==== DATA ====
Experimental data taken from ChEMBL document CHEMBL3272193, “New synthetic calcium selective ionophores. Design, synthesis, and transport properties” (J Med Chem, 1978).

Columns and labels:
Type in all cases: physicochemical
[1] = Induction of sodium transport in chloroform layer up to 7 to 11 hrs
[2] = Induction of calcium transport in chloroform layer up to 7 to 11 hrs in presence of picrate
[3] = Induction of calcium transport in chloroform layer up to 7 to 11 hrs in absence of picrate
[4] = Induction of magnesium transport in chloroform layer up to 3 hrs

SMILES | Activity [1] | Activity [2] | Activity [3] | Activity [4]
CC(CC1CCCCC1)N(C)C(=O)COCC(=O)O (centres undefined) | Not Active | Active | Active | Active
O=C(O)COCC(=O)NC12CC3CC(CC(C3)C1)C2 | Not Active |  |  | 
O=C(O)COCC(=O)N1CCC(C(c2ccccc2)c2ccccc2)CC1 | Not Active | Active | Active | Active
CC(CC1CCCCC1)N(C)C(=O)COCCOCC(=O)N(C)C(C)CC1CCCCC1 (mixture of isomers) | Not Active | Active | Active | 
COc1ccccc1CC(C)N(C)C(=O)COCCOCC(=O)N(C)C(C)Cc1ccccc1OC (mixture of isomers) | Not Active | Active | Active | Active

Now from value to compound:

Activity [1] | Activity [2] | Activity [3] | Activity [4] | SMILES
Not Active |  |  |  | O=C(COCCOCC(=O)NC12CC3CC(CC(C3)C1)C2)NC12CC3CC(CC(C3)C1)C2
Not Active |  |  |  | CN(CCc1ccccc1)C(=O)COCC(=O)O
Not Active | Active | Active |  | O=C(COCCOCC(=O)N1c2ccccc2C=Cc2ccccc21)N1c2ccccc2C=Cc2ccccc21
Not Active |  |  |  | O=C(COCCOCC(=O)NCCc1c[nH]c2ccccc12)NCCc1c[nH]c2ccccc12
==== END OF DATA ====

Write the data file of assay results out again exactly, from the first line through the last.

Experimental data taken from ChEMBL document CHEMBL3272193, “New synthetic calcium selective ionophores. Design, synthesis, and transport properties” (J Med Chem, 1978).

Columns and labels:
Type in all cases: physicochemical
[1] = Induction of sodium transport in chloroform layer up to 7 to 11 hrs
[2] = Induction of calcium transport in chloroform layer up to 7 to 11 hrs in presence of picrate
[3] = Induction of calcium transport in chloroform layer up to 7 to 11 hrs in absence of picrate
[4] = Induction of magnesium transport in chloroform layer up to 3 hrs

SMILES | Activity [1] | Activity [2] | Activity [3] | Activity [4]
CC(CC1CCCCC1)N(C)C(=O)COCC(=O)O (centres undefined) | Not Active | Active | Active | Active
O=C(O)COCC(=O)NC12CC3CC(CC(C3)C1)C2 | Not Active |  |  | 
O=C(O)COCC(=O)N1CCC(C(c2ccccc2)c2ccccc2)CC1 | Not Active | Active | Active | Active
CC(CC1CCCCC1)N(C)C(=O)COCCOCC(=O)N(C)C(C)CC1CCCCC1 (mixture of isomers) | Not Active | Active | Active | 
COc1ccccc1CC(C)N(C)C(=O)COCCOCC(=O)N(C)C(C)Cc1ccccc1OC (mixture of isomers) | Not Active | Active | Active | Active

Now from value to compound:

Activity [1] | Activity [2] | Activity [3] | Activity [4] | SMILES
Not Active |  |  |  | O=C(COCCOCC(=O)NC12CC3CC(CC(C3)C1)C2)NC12CC3CC(CC(C3)C1)C2
Not Active |  |  |  | CN(CCc1ccccc1)C(=O)COCC(=O)O
Not Active | Active | Active |  | O=C(COCCOCC(=O)N1c2ccccc2C=Cc2ccccc21)N1c2ccccc2C=Cc2ccccc21
Not Active |  |  |  | O=C(COCCOCC(=O)NCCc1c[nH]c2ccccc12)NCCc1c[nH]c2ccccc12